Cancer therapies including radiation and chemotherapy seek to treat the disease by killing tumour cells.
Now a team including researchers at Beth Israel Deaconess Medical Center (BIDMC) have shown that the dead and dying cancer cells generated by chemotherapy and targeted cancer therapy paradoxically trigger inflammation that promotes aggressive tumour growth.
In a study published today in the Journal of Experimental Medicine, the team has illuminated the mechanism by which tumour cell death can drive primary tumour growth and metastasis.
Moreover, the scientists also demonstrated that this unintended consequence of cancer treatment can be halted by resolvins, a family of molecules naturally produced by the human body.
The findings represent a novel treatment approach to preventing tumour growth and recurrence.
"In this study we demonstrate that chemotherapy-generated debris from dead and dying tumour cells can stimulate tumour growth, which has pivotal implications for the treatment of cancer patients," said senior author Dipak Panigrahy, MD, assistant professor of pathology in the Department of Pathology.
"Conventional cancer therapy designed to kill tumour cells is inherently a double-edged sword."
The findings are consistent with clinical observations on radiation-generated debris dating back to the 1950s, but until now, few studies investigated the molecular mechanisms underlying the phenomenon.
In these studies, Panigrahy, a scientist at the Cancer Center at BIDMC, and colleagues - including lead author Megan Sulciner of BIDMC, Charles N. Serhan, Ph.D., of Brigham and Women's Hospital (BWH), Mark W. Kieran, MD, PhD of Dana-Farber Cancer Institute, and Sui Huang, MD, PhD, of Institute of Systems Biology - injected debris from tumour cells killed by chemotherapy into animal models.
Thirteen months later, the tumour cell debris alone had produced no visible tumours.
However, when the researchers co-injected tumour cell debris together with as few as 100 living cancer cells that would not have resulted in cancer by themselves, the combination promoted rapid tumour growth.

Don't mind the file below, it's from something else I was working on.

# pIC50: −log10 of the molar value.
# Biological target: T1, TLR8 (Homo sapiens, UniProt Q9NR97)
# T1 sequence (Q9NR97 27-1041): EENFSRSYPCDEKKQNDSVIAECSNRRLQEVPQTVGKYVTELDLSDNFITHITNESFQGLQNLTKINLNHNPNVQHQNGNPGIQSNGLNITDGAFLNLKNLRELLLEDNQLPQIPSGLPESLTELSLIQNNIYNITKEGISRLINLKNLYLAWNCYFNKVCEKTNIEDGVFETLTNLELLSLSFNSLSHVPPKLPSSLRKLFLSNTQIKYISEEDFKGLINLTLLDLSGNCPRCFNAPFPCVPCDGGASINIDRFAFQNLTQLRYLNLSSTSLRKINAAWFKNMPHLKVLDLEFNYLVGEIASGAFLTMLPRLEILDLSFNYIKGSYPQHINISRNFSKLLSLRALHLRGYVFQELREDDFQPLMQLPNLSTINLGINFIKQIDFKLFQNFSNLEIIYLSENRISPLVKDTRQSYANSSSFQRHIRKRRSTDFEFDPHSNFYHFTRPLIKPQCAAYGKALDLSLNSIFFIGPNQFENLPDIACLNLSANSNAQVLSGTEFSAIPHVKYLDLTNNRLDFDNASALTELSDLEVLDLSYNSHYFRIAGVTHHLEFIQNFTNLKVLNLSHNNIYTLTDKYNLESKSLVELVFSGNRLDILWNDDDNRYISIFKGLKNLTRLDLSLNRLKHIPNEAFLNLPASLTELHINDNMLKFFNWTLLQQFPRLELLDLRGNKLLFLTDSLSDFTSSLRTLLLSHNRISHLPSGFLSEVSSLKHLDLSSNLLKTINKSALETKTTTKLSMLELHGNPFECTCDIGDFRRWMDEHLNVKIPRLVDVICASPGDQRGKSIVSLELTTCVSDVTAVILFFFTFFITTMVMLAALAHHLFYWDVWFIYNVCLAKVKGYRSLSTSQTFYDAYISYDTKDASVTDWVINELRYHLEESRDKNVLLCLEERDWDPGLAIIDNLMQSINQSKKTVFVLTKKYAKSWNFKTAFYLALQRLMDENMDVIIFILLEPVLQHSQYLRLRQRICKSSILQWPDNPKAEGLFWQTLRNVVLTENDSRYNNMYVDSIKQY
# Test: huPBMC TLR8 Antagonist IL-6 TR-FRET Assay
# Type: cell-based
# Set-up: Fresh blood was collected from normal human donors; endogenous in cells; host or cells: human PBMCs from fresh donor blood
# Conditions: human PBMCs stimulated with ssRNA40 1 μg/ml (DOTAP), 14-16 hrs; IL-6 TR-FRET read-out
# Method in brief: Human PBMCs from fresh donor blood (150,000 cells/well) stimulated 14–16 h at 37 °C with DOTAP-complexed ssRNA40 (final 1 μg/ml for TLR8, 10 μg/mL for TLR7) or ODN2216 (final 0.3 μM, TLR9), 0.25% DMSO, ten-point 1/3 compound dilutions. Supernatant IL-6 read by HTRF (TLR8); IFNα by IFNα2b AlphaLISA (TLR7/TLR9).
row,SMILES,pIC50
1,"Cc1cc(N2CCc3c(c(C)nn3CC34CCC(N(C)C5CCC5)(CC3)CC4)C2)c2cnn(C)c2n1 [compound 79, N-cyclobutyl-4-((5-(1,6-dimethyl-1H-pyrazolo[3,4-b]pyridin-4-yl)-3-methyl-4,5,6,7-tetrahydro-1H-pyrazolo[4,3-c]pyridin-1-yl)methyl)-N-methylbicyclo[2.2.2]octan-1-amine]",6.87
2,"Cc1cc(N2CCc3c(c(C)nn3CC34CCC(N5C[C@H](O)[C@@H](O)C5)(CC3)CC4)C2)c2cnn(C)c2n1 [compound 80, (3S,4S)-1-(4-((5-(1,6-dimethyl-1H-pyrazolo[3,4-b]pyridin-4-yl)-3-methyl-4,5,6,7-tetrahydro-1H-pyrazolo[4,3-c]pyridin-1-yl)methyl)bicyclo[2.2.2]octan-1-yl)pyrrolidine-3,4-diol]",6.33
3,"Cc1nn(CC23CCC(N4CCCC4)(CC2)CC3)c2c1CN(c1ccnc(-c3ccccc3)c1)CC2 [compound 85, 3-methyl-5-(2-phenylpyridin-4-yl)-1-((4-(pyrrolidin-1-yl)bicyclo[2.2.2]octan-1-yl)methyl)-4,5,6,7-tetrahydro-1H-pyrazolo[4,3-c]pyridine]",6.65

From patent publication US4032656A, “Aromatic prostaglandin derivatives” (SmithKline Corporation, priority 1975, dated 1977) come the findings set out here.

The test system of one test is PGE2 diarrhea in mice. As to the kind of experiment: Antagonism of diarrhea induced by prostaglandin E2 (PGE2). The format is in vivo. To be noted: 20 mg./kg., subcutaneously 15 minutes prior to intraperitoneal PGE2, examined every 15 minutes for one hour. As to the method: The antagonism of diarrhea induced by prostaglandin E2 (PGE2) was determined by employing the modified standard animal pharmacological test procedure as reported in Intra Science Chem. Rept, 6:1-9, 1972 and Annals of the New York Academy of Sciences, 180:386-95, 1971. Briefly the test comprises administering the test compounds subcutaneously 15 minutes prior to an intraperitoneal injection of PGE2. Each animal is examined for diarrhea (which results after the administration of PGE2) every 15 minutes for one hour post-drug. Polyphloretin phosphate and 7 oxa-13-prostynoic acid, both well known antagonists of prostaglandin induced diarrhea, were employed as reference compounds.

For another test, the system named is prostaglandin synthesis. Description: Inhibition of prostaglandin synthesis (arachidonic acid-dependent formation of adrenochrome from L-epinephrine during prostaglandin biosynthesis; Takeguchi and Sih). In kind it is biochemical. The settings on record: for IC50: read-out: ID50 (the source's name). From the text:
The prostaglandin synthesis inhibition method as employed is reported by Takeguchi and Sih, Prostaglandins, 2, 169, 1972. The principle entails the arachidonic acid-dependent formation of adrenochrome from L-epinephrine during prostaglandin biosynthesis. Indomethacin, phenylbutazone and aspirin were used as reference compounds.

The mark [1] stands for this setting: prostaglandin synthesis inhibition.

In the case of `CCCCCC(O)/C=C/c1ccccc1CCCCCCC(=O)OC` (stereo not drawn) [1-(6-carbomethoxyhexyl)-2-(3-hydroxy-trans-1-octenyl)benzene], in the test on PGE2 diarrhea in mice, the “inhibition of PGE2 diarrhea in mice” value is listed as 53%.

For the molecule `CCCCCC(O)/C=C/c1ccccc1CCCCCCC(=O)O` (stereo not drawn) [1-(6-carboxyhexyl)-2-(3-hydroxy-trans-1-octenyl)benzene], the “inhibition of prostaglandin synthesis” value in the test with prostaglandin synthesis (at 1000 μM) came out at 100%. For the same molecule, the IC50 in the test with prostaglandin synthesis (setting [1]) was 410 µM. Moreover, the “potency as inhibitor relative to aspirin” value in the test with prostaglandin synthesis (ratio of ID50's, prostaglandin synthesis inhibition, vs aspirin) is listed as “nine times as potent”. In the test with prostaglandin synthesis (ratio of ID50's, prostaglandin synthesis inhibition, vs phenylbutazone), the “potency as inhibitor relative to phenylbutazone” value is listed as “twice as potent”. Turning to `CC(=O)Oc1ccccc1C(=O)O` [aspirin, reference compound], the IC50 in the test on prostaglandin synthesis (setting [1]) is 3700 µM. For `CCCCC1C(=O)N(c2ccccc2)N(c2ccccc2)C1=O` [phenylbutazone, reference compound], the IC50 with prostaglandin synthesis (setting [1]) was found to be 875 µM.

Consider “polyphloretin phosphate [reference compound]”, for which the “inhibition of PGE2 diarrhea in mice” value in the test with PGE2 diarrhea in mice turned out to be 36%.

The researchers' further analysis revealed that chemotherapy-killed cancer cells promote growth when a lipid molecule exposed on the surface of dead and dying cells triggers the release of cytokines - proteins that regulate the body's immune and inflammatory response.
The resulting "cytokine storm" in the tumour's microenvironment in turn sets the stage to promote new tumour growth.
"This pro-tumour activity could fuel a positive feedback loop that is difficult to overcome with more aggressive cytotoxic therapy like chemotherapy and radiation," said Panigrahy.
"This may explain the inherent therapeutic limit to cancer treatments available today."
In another set of experiments, Panigrahy and colleagues attempted to block debris-stimulated tumour growth by introducing a class of anti-inflammatories produced by the human body called resolvins.
Discovered by Serhan and colleagues at BWH in 2002, resolvins actively turn off inflammation and stimulate a class of immune cells to digest the tumour debris left in the wake of the cytokine storm.
In this study, resolvins suppressed lung and melanoma metastasis in mouse models, the scientists found, and blocked cancer growth in various tumour models including lung, pancreatic, lymphoma, breast, prostate, and melanoma.
When the researchers administered chemotherapy and resolvins to a debris-stimulated pancreatic cancer model in mice, the combination resulted in tumour regression.
The findings open the door to a new approach to prevent cancer recurrence as well as treatment by adding resolvins to existing chemotherapy of targeted therapy regimens.
Already in clinical development as a potential treatment for other inflammatory disease including eczema, periodontal disease and various neurodegenerative disease, resolvins have proven to be non-toxic and come with minimal side-effects.